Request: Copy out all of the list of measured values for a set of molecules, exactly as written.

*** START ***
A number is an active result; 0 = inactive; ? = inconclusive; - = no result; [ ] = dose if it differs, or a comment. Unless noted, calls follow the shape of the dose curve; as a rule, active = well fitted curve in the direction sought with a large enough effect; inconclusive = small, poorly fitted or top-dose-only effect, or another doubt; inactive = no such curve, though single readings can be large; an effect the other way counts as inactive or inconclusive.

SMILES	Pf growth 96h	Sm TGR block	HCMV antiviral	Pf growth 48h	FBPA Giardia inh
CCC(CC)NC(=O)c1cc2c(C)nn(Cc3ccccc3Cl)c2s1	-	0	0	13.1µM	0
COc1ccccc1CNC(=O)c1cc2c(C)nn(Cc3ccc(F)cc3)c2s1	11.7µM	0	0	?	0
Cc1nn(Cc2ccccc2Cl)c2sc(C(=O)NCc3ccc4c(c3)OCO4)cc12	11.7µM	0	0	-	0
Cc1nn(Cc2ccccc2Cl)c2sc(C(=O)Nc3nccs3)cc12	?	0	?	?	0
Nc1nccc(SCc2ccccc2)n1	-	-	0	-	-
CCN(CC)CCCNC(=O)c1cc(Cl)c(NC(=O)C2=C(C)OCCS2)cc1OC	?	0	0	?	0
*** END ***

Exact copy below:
A number is an active result; 0 = inactive; ? = inconclusive; - = no result; [ ] = dose if it differs, or a comment. Unless noted, calls follow the shape of the dose curve; as a rule, active = well fitted curve in the direction sought with a large enough effect; inconclusive = small, poorly fitted or top-dose-only effect, or another doubt; inactive = no such curve, though single readings can be large; an effect the other way counts as inactive or inconclusive.

SMILES	Pf growth 96h	Sm TGR block	HCMV antiviral	Pf growth 48h	FBPA Giardia inh
CCC(CC)NC(=O)c1cc2c(C)nn(Cc3ccccc3Cl)c2s1	-	0	0	13.1µM	0
COc1ccccc1CNC(=O)c1cc2c(C)nn(Cc3ccc(F)cc3)c2s1	11.7µM	0	0	?	0
Cc1nn(Cc2ccccc2Cl)c2sc(C(=O)NCc3ccc4c(c3)OCO4)cc12	11.7µM	0	0	-	0
Cc1nn(Cc2ccccc2Cl)c2sc(C(=O)Nc3nccs3)cc12	?	0	?	?	0
Nc1nccc(SCc2ccccc2)n1	-	-	0	-	-
CCN(CC)CCCNC(=O)c1cc(Cl)c(NC(=O)C2=C(C)OCCS2)cc1OC	?	0	0	?	0